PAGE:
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Compared to a decade ago, the use of video interviewing by recruiters and hiring managers have increased dramatically. For some, this new age of interviewing is uncomfortable and for others, it’s not a problem at all. I have noticed that whichever camp you fall into, there are several video set-up tips that you may want to consider for your next video interview.
Before sharing these tips, there are a few things you should also know about the latest trends in video interviewing. Companies like HireVue and Aspiring Minds are using Artificial Intelligence to help recruiters and hiring managers detect if an interviewee is being deceptive.
Aspiring Minds, for instance, uses F.A.C.S. (Facial Action Coding System) to analyze facial expressions and N.L.P. (Natural Language Processing) to analyze content relevance, structure, and grammatical errors. According to a recent Washington Post article by Drew Harwell, more than 100 employers now use HireVue, including Hilton and Unilever, and more than a million job seekers have been analyzed. Something to keep in mind the next time you are being interviewed via video.
Here are the top 10 tips on a successful video interview set-up:
No. 10 – Get Connected
Many of us have experienced spotty WiFi service and the last thing you want on a video interview is breaking up in the middle of answering a question. To make sure you don’t experience this, my suggestion is to connect your computer to your router using an ethernet cable. Yes, I said ethernet cable. As archaic as that sounds, internet service is a lot faster and secure when connecting directly to the router. This is because you’re not relying on air waves for connectivity.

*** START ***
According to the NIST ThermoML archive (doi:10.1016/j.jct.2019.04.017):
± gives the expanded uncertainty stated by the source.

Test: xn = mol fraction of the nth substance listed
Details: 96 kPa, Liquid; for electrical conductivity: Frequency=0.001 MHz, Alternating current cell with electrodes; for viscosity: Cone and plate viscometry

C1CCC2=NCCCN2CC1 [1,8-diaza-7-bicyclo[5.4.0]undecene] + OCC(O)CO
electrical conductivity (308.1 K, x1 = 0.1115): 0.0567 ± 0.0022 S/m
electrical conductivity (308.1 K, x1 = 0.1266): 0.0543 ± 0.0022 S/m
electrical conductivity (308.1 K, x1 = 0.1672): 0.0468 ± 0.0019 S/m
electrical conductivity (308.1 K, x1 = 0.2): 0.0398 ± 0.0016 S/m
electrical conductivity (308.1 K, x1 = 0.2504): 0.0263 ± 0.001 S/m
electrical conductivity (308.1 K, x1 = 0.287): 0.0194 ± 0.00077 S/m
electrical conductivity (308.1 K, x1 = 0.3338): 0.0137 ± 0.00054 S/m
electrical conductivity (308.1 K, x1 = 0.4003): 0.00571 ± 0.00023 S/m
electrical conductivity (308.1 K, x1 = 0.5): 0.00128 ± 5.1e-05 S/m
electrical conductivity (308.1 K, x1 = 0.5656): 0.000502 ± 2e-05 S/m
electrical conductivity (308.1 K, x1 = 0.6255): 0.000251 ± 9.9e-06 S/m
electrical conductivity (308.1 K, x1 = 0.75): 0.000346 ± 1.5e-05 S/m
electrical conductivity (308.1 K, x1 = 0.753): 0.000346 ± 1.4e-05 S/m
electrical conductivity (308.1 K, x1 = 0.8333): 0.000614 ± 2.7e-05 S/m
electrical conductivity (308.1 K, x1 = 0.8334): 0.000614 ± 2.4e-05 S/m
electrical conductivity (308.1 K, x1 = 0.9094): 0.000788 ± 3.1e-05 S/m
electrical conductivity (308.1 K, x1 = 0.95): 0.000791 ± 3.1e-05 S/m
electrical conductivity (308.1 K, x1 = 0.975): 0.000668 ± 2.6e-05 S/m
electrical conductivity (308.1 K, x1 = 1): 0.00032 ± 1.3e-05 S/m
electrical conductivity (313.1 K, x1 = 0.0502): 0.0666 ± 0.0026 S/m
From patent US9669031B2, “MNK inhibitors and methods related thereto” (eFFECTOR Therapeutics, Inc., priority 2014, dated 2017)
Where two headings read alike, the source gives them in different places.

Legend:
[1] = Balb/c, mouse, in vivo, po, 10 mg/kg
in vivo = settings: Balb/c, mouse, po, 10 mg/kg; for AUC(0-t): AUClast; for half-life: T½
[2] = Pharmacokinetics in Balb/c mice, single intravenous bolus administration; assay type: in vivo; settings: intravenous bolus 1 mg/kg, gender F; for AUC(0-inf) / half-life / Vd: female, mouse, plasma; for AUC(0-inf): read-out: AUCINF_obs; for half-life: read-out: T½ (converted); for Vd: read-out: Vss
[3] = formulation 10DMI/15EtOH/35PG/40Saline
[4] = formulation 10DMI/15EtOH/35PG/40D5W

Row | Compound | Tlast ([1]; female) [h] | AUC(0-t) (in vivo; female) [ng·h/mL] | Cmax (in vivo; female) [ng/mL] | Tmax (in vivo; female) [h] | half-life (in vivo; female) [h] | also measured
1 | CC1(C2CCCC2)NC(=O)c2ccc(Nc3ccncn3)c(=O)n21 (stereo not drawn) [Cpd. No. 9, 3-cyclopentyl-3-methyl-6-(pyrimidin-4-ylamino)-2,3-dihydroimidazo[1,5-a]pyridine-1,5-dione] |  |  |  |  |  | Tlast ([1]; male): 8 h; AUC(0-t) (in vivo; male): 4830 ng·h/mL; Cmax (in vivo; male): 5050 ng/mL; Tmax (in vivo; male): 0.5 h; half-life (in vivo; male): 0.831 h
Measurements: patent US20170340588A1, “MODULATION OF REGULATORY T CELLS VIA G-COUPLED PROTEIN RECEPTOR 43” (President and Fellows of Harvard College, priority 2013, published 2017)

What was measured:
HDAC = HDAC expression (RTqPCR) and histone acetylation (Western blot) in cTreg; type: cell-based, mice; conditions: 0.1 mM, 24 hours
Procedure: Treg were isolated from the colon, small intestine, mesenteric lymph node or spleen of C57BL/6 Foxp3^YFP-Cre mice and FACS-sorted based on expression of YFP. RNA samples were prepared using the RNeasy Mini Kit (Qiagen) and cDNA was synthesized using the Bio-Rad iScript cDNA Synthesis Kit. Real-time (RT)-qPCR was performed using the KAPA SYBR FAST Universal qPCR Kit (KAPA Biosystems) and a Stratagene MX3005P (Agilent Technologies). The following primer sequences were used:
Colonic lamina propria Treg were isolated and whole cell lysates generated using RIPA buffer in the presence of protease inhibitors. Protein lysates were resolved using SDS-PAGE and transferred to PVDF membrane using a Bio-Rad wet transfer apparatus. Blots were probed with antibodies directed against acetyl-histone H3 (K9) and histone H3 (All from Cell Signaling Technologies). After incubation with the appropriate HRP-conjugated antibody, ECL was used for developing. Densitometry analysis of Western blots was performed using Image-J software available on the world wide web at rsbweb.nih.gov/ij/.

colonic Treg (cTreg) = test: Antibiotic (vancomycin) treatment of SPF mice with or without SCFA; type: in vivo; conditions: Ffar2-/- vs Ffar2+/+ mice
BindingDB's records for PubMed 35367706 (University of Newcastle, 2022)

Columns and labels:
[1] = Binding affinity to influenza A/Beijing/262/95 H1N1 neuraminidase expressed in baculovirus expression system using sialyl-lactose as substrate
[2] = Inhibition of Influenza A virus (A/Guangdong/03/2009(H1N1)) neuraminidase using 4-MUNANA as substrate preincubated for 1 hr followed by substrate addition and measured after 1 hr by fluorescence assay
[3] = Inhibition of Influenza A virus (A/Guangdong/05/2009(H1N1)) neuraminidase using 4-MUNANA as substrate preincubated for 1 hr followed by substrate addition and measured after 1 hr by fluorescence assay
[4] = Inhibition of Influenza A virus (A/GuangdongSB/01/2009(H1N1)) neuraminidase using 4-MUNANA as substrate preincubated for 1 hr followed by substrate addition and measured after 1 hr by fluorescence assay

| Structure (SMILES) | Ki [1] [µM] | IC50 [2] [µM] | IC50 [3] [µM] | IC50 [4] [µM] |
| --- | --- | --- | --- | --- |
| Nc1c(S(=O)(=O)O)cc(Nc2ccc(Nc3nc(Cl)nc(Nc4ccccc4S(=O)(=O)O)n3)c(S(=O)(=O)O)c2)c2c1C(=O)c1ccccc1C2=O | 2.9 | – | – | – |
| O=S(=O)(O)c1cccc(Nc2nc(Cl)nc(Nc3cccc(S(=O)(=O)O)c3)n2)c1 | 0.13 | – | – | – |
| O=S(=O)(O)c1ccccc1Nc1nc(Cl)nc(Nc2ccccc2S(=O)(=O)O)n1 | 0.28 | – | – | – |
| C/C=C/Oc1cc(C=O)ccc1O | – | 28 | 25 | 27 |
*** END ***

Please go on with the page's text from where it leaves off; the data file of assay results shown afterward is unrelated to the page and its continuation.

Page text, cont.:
No. 9 – Clear Your Desktop
There will be times where you will be asked to put together a business case or presentation. Depending on the video software used, you may not need to worry about cleaning up your desktop screen but one never knows. That said, my next recommendation is to create a temporary folder and drag everything from your screen into that folder. I tend to call mine Archive and I save the presentation on my desktop screen for easy access.
No. 8 – Remove Distractions
Noise, children, pets, can all be a distraction to not only you but also the person that’s interviewing you. If you live in a noisy area, perhaps consider investing in a white noise machine. If you have kids or pets with you at home during your interview, be prepared to continue through the interview if your pet makes lots of noise or child barges in like what happened to this reporter. If you can afford it, perhaps consider having the child or pet minded for the time you are on your video interview.
No. 7 – Dress Head to Toe
Interviewing over video should not mean that one doesn’t get dressed up for the interview. Psychologically you are best set up for success when you get ready as if you were going to the interview in person. Even though the interviewer can only see the top half of you, it doesn’t mean you should wear shorts (unless that company culture has a relaxed dress code). This happened to someone I know where he accidentally knocked over the webcam and his whole attire was visible to the interviewer. Fortunately, he was dressed from head to toe for an interview.
No. 6 – Look Behind You
Interviewers can easily be distracted by what is happening behind you. If you happen to have a home office or are sitting in front a space that is very busy, it may be best to move to a location where the wall behind you is bare or perhaps a bookshelf to create a home library look (just be mindful that interviewers may read your book titles). When possible, I shameless product place the books I’ve published behind me. Alternatively, if your interview happens to be on Zoom you can easily choose a virtual background without the need of a green screen (also known as chromakey) unless your computer is a bit older which then would require a green screen.